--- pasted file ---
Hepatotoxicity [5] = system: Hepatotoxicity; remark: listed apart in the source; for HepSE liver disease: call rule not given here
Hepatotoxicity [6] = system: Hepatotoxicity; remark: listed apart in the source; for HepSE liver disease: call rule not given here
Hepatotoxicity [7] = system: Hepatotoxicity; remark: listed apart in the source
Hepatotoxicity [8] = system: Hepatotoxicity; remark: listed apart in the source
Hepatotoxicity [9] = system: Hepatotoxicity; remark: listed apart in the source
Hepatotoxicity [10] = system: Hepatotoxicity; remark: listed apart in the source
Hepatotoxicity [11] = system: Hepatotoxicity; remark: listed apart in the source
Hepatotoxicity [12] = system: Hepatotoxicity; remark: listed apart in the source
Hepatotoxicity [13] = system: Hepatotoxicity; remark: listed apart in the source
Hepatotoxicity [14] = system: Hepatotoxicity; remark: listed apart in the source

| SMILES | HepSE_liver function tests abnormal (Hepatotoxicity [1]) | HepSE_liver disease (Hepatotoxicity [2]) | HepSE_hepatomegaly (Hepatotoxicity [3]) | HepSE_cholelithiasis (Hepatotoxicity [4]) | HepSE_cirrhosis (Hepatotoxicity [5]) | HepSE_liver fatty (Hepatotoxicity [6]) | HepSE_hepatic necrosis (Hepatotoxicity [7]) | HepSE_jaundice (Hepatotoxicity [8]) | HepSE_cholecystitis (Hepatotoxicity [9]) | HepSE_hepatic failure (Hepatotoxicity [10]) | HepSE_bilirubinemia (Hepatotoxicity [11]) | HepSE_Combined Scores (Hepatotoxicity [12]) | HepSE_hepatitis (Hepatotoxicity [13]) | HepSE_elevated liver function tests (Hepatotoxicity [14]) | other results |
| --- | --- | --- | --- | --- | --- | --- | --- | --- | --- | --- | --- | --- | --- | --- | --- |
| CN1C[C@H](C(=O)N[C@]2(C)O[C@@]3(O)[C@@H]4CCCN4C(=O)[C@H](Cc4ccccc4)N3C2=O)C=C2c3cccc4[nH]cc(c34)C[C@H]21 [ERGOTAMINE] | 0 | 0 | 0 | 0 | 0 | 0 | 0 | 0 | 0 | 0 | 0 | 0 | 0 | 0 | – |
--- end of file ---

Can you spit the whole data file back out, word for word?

Hepatotoxicity [5] = system: Hepatotoxicity; remark: listed apart in the source; for HepSE liver disease: call rule not given here
Hepatotoxicity [6] = system: Hepatotoxicity; remark: listed apart in the source; for HepSE liver disease: call rule not given here
Hepatotoxicity [7] = system: Hepatotoxicity; remark: listed apart in the source
Hepatotoxicity [8] = system: Hepatotoxicity; remark: listed apart in the source
Hepatotoxicity [9] = system: Hepatotoxicity; remark: listed apart in the source
Hepatotoxicity [10] = system: Hepatotoxicity; remark: listed apart in the source
Hepatotoxicity [11] = system: Hepatotoxicity; remark: listed apart in the source
Hepatotoxicity [12] = system: Hepatotoxicity; remark: listed apart in the source
Hepatotoxicity [13] = system: Hepatotoxicity; remark: listed apart in the source
Hepatotoxicity [14] = system: Hepatotoxicity; remark: listed apart in the source

| SMILES | HepSE_liver function tests abnormal (Hepatotoxicity [1]) | HepSE_liver disease (Hepatotoxicity [2]) | HepSE_hepatomegaly (Hepatotoxicity [3]) | HepSE_cholelithiasis (Hepatotoxicity [4]) | HepSE_cirrhosis (Hepatotoxicity [5]) | HepSE_liver fatty (Hepatotoxicity [6]) | HepSE_hepatic necrosis (Hepatotoxicity [7]) | HepSE_jaundice (Hepatotoxicity [8]) | HepSE_cholecystitis (Hepatotoxicity [9]) | HepSE_hepatic failure (Hepatotoxicity [10]) | HepSE_bilirubinemia (Hepatotoxicity [11]) | HepSE_Combined Scores (Hepatotoxicity [12]) | HepSE_hepatitis (Hepatotoxicity [13]) | HepSE_elevated liver function tests (Hepatotoxicity [14]) | other results |
| --- | --- | --- | --- | --- | --- | --- | --- | --- | --- | --- | --- | --- | --- | --- | --- |
| CN1C[C@H](C(=O)N[C@]2(C)O[C@@]3(O)[C@@H]4CCCN4C(=O)[C@H](Cc4ccccc4)N3C2=O)C=C2c3cccc4[nH]cc(c34)C[C@H]21 [ERGOTAMINE] | 0 | 0 | 0 | 0 | 0 | 0 | 0 | 0 | 0 | 0 | 0 | 0 | 0 | 0 | – |